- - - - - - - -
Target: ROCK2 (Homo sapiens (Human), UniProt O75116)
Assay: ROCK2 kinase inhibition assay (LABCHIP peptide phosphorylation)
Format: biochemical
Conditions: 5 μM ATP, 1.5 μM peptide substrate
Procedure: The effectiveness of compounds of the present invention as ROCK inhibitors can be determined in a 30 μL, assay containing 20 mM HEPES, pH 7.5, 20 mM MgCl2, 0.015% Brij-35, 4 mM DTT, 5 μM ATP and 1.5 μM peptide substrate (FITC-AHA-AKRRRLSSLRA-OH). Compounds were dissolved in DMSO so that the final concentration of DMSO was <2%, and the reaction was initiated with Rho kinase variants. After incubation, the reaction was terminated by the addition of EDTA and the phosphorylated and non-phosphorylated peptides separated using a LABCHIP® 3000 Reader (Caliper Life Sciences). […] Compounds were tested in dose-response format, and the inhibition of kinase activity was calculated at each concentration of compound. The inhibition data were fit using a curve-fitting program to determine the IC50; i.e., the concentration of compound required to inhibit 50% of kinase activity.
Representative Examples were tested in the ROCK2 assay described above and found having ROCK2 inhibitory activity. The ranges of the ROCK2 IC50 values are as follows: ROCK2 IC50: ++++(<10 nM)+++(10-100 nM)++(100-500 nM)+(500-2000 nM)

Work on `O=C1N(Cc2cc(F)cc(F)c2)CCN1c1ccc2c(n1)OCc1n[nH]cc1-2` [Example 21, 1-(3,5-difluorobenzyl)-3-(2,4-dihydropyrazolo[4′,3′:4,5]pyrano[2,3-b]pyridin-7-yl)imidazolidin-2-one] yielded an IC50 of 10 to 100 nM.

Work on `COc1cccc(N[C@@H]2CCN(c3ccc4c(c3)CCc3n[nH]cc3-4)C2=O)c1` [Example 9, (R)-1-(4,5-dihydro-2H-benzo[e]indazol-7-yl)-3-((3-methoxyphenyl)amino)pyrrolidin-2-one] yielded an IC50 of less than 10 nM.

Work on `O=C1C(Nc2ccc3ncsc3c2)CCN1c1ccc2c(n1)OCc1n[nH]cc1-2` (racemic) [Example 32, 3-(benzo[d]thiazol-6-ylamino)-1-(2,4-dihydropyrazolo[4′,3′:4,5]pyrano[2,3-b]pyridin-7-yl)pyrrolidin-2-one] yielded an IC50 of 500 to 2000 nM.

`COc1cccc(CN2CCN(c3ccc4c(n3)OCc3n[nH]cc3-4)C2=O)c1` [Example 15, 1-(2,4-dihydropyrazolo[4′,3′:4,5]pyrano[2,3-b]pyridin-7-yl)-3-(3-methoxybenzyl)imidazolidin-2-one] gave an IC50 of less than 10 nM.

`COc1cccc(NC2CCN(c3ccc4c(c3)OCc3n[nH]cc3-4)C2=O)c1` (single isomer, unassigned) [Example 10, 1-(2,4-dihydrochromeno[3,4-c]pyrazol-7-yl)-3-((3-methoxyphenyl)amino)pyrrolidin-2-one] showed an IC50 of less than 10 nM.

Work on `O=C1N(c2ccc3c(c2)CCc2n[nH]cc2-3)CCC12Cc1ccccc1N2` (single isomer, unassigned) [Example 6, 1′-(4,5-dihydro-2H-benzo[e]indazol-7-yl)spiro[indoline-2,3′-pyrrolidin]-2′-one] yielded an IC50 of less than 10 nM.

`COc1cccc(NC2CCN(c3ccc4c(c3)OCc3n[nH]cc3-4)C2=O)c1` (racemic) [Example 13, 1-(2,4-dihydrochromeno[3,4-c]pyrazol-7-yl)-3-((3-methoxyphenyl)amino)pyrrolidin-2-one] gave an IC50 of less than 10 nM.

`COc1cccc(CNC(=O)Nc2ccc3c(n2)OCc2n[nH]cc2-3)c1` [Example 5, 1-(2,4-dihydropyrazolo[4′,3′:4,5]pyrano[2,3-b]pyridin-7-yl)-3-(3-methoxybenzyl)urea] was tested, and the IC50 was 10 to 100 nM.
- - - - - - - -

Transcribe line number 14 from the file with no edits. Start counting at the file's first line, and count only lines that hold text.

`COc1cccc(CNC(=O)Nc2ccc3c(n2)OCc2n[nH]cc2-3)c1` [Example 5, 1-(2,4-dihydropyrazolo[4′,3′:4,5]pyrano[2,3-b]pyridin-7-yl)-3-(3-methoxybenzyl)urea] was tested, and the IC50 was 10 to 100 nM.